Here's How Low-Carb Diets Affect Men and Women Differently

Pick your bonus: weight loss or heart health.

Given that keto diets are all the rage these days, most people trying to achieve that perfect summer bod are adhering to a low-carb diet.

But as any woman knows all too well, there's a bit of a gender dive when it comes to its effectivity, at least as it pertains to weight loss. And, indeed, a new study published in Applied Physiology, Nutrition, and Metabolism has found that men tend to shed more pounds than women when restricting their intake of carbs.

However, there is good news. The study also found that while men may have added benefits when it comes to the battle of the bulge, women tend to experience more improvements in artery flexibility, which thereby helps them reduce their risk of heart disease.

Researchers supplied 20 middle-aged people with low-carb diets provided by the MU Nutrition Center for Health for two weeks and gave them instructions for meals for an additional two weeks. All of them were pre-diabetic, which is too say their blood sugar levels were higher than normal but not high enough to be considered diabetic, a diagnoses that the CDC says applies to one out of every three Americans.

Over the course of the month-long study, men lost 6.3 percent of their body weight, while women only lost 4.4 percent. However, the women showed reduced blood flow speeds of one meter per second, while men showed no changes in blood flow speed at all.

"Previous research has shown that as women age, their blood vessels stiffen more so than men, putting them at an increased risk of heart disease," Elizabeth Parks, PhD, professor of nutrition and exercise physiology at University of Missouri-Columbia, said in a statement. "Contrary to what you may think, you actually don't want stiff blood vessels. Rather, you want flexible vessels that expand slowly as the blood flows through them. Our study found that low-carb diets helped reduce the stiffness of arteries in women, which can, in turn, reduce their risk of developing serious heart conditions."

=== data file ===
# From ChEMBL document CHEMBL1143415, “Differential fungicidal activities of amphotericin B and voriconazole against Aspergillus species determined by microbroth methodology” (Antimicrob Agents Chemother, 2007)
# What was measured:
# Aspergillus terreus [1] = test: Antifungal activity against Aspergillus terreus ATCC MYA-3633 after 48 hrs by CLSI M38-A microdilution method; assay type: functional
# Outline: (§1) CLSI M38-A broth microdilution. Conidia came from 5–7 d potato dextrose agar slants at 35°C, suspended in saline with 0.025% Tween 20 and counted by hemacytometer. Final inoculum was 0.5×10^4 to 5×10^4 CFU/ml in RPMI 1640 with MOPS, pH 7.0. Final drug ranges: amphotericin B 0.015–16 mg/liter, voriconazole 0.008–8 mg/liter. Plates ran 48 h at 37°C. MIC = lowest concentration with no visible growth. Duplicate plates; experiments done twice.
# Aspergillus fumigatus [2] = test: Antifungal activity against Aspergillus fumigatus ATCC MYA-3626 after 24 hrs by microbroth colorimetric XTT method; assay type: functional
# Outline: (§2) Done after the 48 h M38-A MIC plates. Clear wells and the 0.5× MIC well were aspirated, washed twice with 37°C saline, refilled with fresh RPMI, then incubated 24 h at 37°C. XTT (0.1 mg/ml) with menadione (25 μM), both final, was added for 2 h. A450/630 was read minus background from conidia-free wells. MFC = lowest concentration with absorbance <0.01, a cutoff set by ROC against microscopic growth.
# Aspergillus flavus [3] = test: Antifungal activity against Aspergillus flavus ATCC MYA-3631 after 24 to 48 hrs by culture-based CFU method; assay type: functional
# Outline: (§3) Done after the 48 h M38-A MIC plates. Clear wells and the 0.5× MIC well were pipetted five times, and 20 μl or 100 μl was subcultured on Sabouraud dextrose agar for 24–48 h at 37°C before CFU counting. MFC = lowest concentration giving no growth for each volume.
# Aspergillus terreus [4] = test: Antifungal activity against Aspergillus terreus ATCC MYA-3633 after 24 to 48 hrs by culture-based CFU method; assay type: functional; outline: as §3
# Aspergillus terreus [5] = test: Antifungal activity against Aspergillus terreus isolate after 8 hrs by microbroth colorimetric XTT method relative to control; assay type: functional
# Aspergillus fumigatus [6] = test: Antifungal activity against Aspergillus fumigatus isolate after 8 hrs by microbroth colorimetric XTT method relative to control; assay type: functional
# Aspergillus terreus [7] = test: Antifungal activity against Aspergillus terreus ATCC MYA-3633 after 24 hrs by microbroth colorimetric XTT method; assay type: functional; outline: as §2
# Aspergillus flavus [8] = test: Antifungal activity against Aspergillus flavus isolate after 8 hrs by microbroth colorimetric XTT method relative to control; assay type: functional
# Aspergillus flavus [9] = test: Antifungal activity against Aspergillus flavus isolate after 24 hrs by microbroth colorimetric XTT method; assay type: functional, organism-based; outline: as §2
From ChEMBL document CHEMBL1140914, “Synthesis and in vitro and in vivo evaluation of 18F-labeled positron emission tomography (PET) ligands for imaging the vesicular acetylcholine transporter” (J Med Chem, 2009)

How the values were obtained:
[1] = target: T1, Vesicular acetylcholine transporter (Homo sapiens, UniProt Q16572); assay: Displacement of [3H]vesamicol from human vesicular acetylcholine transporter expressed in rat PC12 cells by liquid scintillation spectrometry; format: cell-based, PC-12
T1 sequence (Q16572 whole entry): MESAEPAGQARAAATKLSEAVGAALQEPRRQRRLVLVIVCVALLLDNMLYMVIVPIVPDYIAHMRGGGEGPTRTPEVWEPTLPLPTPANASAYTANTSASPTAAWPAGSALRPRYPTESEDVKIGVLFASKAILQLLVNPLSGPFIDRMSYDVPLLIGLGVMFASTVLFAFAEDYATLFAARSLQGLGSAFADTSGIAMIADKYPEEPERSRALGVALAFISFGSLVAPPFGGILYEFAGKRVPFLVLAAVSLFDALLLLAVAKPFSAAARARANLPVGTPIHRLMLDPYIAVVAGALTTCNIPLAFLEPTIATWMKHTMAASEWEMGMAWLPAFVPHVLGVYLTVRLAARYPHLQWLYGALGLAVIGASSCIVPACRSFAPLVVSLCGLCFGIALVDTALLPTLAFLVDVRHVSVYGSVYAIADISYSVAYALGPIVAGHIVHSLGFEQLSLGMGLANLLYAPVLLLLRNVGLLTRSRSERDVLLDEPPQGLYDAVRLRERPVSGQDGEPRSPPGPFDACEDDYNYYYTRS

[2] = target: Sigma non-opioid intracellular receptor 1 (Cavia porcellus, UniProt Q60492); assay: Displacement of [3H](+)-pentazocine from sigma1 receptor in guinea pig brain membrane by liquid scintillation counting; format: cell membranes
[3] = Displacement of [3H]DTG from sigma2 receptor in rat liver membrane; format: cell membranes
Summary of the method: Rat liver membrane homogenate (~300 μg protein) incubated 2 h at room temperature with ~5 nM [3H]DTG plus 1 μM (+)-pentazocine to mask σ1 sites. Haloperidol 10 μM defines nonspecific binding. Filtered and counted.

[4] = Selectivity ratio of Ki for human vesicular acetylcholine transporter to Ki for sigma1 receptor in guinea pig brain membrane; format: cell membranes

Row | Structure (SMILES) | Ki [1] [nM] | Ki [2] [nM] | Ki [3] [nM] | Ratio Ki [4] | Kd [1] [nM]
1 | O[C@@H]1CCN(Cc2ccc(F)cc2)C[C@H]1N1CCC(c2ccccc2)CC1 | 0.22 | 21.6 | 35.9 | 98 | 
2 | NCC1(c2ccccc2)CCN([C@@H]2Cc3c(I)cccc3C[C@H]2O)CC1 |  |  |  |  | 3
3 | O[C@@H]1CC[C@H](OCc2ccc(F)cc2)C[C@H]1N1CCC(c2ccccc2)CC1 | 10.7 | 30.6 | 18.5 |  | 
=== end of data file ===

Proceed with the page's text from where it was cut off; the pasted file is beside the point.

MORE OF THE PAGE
This is no small discovery. There's a widespread myth that men are more susceptible to heart attacks or strokes than women, when, in fact, heart disease continues to be the number one killer among women in America, claiming the lives of approximately 500,000 women a year. According to the American Heart Association, more than one in three women has some type of cardiovascular issue, including nearly half of all African-American women and 34 percent of white women. And while heart disease has declined among men over the last 25 years, the progress with women has been much slower.

For more ways to shed those last few pounds, master the 100 Motivational Weight-Loss Tips for Summer.

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Diana Bruk
Diana is a senior editor who writes about sex and relationships, modern dating trends, and health and wellness. Read more
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